Anthem to the Street, in English

She is more than the asphalt floor where I step
She is the path that leads us to freedom
When the oppressed people conquer her
She is the most beautiful part of the city
She is the one who hears our screams
The laughter, the crying, the moan of pain
The bombs, shootings, and brutal blows
Of those who practice war and talk about peace

She is of the singing, of the drumming
It is the united people who holds her
She is of the flags, of the barricades
She is of everyone because she is of no one
She is neither of the chiefs, nor of the bosses
She is not a possession, she is not a property
Neither of the states nor of the nations
She is of everyone because she is of no one

Street. My second home
First soccer pitch.

They want you only as a path
For those who prey you with black smoke.

They want you as a subject of planners,

I want you as a subject of poets
Of lovers
And of people rebelling.

I want you
Of everyone who built you but who can’t enjoy you now
Because they were discarded, ‘cause they were dumped.

Every occupation that stands in the downtown area
Has a bit of quilombo in it

Threat to the urban landlordism
Gray monoculture moved by oil and sweat
The sweat of those who come in crowded trains

Every bus that comes crowded from the ghettos, that comes full of turnstiles
Has a bit of slave ship in it
Inhuman transportation of human flesh
To be grinded and deboned at work

Street, you are from all of those
Who outside work are suspects
Of stealing, of plundering, of disagreeing
Or not contributing to the growth of Gross Domestic Product

It was in your squares that a long time ago they raised
Pillories and stables

One who wears the hood and exterminates people in the slum is a bit of a slavehunter

I want you to be of the women taught since early that they can only play indoors
Because the street is dangerous, ‘cause the street is violent
Because the street is of the boys who don’t know how to respect them

Street, I know you, who turns you into a threat to girls and women
Is the same oppression that makes the houses unsafe
More than the streets

The street is of all the loves
It’s of those who had to occupy it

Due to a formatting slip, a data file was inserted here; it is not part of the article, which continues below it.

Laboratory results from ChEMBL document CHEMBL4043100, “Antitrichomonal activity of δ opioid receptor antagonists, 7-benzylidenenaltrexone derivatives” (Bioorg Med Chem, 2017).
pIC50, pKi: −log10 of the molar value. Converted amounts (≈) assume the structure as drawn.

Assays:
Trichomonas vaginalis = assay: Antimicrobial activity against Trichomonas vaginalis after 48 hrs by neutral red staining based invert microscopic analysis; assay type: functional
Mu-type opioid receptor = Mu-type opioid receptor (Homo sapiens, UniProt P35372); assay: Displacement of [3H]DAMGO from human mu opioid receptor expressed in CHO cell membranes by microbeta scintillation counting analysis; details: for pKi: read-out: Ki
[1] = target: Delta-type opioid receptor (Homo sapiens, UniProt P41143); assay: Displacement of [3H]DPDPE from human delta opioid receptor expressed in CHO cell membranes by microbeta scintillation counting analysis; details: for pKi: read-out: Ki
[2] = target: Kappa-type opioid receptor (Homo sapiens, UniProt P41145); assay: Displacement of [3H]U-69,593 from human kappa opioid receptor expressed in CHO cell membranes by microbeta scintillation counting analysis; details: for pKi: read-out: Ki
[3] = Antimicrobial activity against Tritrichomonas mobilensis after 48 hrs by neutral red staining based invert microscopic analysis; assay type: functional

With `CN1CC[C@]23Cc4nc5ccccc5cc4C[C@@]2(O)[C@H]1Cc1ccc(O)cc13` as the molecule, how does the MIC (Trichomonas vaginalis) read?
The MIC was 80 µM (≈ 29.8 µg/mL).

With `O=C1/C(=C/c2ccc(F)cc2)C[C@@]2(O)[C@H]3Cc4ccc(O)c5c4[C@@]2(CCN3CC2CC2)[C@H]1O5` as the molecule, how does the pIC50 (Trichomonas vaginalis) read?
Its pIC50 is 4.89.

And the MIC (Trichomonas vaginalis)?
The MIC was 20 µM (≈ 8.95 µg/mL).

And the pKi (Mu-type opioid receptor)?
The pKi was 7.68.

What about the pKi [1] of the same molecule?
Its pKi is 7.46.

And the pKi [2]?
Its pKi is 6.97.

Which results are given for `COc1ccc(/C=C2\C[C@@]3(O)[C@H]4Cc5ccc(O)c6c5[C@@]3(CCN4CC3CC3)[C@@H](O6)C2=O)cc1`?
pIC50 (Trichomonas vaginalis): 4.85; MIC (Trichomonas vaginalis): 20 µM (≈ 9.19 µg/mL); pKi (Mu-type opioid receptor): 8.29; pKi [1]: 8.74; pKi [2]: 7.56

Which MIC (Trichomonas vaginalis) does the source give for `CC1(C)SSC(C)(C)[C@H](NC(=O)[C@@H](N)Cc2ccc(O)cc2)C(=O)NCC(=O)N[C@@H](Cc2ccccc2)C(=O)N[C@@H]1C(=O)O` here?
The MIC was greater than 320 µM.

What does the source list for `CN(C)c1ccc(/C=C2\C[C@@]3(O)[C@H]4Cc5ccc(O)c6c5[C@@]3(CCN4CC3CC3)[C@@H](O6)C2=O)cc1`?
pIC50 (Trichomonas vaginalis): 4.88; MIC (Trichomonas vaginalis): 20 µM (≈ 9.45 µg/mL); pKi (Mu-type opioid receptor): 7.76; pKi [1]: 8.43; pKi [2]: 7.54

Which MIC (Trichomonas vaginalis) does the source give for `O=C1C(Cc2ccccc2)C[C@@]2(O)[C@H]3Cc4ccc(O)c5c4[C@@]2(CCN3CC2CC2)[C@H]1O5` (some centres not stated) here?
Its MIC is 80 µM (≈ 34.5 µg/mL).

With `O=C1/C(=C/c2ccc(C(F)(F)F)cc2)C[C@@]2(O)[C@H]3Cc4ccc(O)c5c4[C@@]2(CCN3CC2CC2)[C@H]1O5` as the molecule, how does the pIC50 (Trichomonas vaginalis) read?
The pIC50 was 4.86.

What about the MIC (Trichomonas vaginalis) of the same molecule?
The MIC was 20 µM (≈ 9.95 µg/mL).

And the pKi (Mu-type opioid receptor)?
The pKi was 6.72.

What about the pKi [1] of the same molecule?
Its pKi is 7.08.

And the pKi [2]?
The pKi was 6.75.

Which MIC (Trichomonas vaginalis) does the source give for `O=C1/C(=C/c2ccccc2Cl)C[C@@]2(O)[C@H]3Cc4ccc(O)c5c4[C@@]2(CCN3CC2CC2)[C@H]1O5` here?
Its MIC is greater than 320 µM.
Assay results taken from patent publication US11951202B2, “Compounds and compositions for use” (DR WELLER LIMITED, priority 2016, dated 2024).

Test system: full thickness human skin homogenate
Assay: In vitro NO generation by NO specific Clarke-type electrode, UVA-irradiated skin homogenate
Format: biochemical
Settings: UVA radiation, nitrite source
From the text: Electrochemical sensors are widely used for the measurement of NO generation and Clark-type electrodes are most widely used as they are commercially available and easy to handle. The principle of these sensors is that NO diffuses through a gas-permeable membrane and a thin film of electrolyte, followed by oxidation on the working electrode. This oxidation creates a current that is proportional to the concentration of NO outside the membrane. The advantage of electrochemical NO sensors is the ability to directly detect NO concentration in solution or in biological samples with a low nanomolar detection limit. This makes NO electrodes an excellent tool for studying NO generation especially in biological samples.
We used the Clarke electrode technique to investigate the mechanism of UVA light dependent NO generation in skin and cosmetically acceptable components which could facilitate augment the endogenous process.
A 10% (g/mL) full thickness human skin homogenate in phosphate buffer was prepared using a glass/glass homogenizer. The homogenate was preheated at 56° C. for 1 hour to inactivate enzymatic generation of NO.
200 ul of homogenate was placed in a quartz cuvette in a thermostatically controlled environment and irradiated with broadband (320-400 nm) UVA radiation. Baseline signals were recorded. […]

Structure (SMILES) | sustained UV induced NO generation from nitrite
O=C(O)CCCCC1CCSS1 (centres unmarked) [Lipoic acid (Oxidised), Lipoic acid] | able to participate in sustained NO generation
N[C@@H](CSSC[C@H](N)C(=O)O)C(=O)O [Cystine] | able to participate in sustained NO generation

In order to earn the right to exist

Every moralist discourse which opposes to equality
Which opposes to autonomy over the body
Is a bit of Inquisition Tribunal

The street does not carry privileges,
It has no owner and no price

It’s like the wind, the sun, the rain
The heat, the clouds, the colors
My joy and my pain.

That’s why I came to the street today

June 13, 2013, cold night…
We occupied the street to return what belongs rightfully to it
The place of the most legitimate assembly

On the TV, five thousands vandals without a cause interrupt the traffic

On the streets…
15, 20 or 30 thousands fought for a life without turnstiles

They call us “madmen” just as they called the “balaios” [basket makers – rebels of Maranhão, Brazil, 1838-1840] who faced power head to head
In a country built on bodies, seated on the blood
Of the exploited ones

We were called “violent criminals” as they call violent the river that drags all
But not the riverbanks that overwhelm it

Criminals were also called the Luddites,
Black Panthers, Zapatistas, Feminists
Spain’s militia, Latin America’s guerrillas

The insurgents of Istanbul, Cairo and Athens
Buenos Aires, Paris, Cochabamba
Beijing, Port au Prince, Gaza
London, Soweto, Lisbon

Anarchist workers from Italy or São Paulo
Maroons from Jamaica or from Bahia
Rebels and poets from all peripheries

Madmen, criminals, students
They want us within hospices, prisons, schools
Away from the streets

They want the grids, walls, fences, turnstiles
A city where the cars move, but where people
Are confined

Journalists, doctors, politicians cannot understand
That democracy is much more than just pushing a button from time to time

That we’re willing to make our own history even in the worst conditions
That we have no illusions, nor live in fantasies
That we’re those who move
And so we feel the weight of the chains that seize us

They can, but don’t want to understand
That we already know that the State and the Capital are Siamese twins
They always fight, but they share the same blood and the same heart
They were born together and together they’ll die from the exploited’s hands

That we already know that the state of exception in which we live
It’s actually the rule
That this peace they offer us is nothing but fear

That when this fear passes no one will defend their mansions
And that there’ll always be someone to open the doors from the inside

That in times of bloody disorder and organized turmoil,
Nothing seems natural to us
Nothing seems impossible to change

Now that the TV’s lies are a laughingstock
That the king is naked and his photos are on social networks

That it was in organizing ourselves that we disorganize
And that is disorganizing
That we’ll organize ourselves

Nothing that may happen will take away from us the feeling
Of having stormed heaven
Of having witnessed the life emerging from a cloud of tear gas

We pulled politics out of the profane world’s meshes

Our words are dedicated to
Ademir, André, Carlos Eduardo
Cleonice, Douglas, Eraldo
Fabrício, Igor, Jonatha
José Everton, Lucas, Luiz
Marcos, Renato, Roberto, Valdinete
And to all the anonymous victims of the state’s violence
In its fierce defense of capital

On the street no monument is innocent
Those who died in it reappear to fight on our side

The dead will not be safe if the enemy wins
We fight so they do not die the death of oblivion
We fight to prevent the enemy to win

Comments are closed.